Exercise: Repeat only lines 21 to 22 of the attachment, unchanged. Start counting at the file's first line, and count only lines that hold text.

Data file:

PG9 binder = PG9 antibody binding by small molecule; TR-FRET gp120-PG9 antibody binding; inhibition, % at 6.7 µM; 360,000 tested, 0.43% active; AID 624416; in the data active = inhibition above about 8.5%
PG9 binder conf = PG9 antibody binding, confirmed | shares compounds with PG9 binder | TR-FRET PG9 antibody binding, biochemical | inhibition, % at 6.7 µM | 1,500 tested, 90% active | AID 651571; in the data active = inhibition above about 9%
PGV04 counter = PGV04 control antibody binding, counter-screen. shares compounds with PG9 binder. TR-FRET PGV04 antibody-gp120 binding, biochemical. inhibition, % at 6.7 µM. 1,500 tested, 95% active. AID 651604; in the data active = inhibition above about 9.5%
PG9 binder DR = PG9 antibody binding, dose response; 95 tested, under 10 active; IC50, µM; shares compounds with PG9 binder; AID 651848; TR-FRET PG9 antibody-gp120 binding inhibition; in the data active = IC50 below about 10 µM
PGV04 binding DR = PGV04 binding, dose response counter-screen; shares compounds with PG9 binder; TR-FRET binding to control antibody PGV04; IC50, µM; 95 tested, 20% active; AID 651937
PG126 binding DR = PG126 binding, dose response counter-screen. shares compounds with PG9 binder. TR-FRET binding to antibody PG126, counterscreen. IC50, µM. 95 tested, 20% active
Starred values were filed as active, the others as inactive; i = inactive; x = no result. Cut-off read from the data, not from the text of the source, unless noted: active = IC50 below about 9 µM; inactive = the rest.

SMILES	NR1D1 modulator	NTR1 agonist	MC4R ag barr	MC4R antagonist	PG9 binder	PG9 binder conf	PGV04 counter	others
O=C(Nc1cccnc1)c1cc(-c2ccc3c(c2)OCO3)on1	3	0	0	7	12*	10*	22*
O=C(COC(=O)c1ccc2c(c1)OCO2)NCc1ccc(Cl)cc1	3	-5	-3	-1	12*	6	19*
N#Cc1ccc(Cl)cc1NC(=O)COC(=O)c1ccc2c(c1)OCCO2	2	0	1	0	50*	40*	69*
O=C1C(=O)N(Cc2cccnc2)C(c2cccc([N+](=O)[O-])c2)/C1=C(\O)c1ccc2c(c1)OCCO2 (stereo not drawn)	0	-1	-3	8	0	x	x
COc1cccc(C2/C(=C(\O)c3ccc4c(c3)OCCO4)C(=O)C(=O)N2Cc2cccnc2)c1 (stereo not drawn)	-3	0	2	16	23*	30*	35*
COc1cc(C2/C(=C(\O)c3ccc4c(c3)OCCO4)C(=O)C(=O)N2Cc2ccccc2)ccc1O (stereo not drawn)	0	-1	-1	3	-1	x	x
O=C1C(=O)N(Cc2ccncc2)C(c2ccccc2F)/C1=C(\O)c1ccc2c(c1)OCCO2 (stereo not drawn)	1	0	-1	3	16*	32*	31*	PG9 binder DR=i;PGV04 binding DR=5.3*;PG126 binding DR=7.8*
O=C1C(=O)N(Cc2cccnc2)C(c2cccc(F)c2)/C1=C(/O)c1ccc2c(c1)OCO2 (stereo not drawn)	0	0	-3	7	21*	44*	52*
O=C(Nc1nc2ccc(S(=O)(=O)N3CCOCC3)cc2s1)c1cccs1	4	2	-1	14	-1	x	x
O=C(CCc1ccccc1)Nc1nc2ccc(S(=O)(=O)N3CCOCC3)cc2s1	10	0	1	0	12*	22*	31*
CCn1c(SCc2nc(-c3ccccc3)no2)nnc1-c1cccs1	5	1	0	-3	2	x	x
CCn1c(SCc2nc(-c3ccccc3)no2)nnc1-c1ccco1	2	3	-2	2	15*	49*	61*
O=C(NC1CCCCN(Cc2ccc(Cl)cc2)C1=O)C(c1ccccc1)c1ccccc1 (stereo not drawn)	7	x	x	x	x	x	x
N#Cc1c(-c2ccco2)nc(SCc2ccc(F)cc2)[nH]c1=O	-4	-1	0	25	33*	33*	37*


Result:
O=C(NC1CCCCN(Cc2ccc(Cl)cc2)C1=O)C(c1ccccc1)c1ccccc1 (stereo not drawn)	7	x	x	x	x	x	x
N#Cc1c(-c2ccco2)nc(SCc2ccc(F)cc2)[nH]c1=O	-4	-1	0	25	33*	33*	37*